We do not exist in isolation. We exist only in relation to other people, society, the world, the environment, to ideas and culture and things. We can’t understand ourselves in isolation. We must be able to observe ourselves in relationship to all these other things. Because all of our beliefs and behaviours and action are conditioned by the world around us, by other people, by nationality and culture, rules and ideas and social systems. We are machines, automatons, doing what the world has programmed us to do.
We need to be clear about this. We need to see it clearly at work from moment to moment. Only when we see this will we understand ourselves.
We are not looking to compile a report, however, full of historical incidents and examples. It is not about accumulating knowledge, which we then have to cart with us as so much baggage, referring to it rather than seeing clearly in each moment. We must not be burdened by the past. When we learn about ourselves, we do so afresh in every moment. It is a living process, ever changing, always alive and moving.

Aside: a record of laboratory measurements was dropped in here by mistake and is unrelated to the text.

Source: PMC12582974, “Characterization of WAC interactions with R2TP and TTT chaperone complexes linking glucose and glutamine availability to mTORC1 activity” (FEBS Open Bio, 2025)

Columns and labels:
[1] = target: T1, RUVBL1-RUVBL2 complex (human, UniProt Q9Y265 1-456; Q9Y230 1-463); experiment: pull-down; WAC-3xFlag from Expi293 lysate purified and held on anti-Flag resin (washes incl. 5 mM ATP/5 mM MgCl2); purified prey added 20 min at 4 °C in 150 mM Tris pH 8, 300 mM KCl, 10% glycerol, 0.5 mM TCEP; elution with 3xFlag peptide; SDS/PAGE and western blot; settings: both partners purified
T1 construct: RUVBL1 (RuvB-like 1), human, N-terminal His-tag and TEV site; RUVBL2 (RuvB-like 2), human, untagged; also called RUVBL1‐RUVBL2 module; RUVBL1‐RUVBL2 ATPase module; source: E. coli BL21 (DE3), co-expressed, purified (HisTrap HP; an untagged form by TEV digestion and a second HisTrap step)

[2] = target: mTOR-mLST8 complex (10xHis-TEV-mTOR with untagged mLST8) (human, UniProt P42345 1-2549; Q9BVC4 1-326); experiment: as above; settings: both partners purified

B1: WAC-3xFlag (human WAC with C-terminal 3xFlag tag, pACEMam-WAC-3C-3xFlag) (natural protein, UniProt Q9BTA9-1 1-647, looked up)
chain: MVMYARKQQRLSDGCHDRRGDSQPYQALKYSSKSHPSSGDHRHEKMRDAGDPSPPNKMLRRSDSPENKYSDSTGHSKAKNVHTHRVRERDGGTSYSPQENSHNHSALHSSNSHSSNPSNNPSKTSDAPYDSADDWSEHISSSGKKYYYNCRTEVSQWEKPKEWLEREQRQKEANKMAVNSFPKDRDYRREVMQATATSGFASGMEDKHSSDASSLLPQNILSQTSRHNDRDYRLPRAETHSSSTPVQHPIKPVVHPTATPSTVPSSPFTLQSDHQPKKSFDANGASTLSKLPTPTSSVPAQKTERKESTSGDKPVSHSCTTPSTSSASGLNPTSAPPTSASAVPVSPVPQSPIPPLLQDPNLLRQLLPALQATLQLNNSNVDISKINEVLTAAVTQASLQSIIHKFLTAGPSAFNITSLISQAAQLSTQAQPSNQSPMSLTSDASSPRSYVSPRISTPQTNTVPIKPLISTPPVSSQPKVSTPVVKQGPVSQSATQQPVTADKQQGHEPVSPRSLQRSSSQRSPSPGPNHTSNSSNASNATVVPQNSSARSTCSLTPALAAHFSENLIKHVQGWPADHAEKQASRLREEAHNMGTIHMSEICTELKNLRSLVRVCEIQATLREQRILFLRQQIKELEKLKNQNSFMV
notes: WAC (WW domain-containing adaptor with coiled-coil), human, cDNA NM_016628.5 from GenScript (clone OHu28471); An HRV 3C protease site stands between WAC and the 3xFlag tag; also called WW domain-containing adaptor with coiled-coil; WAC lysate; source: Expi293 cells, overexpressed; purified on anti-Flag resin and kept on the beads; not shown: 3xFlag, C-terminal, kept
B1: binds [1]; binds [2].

This is essential because we are also ever changing. We are not static. We are always alive and changing and so our observing selves must be free to follow, and fleet of foot into the bargain.
This means bringing no judgements or ideas or preconceptions along for the ride. We all carry around an image of ourselves and it’s that that we see most of the time – not our true selves but our self image. This prevents us from seeing our true selves.
To get around this, we need to learn to look out ourselves with simplicity. This means not making excuses for what we see, or allowances, or distorting the picture, or turning away if we don’t like what we discover. Instead, whatever we find, we should not judge but merely observe, with innocence and humility.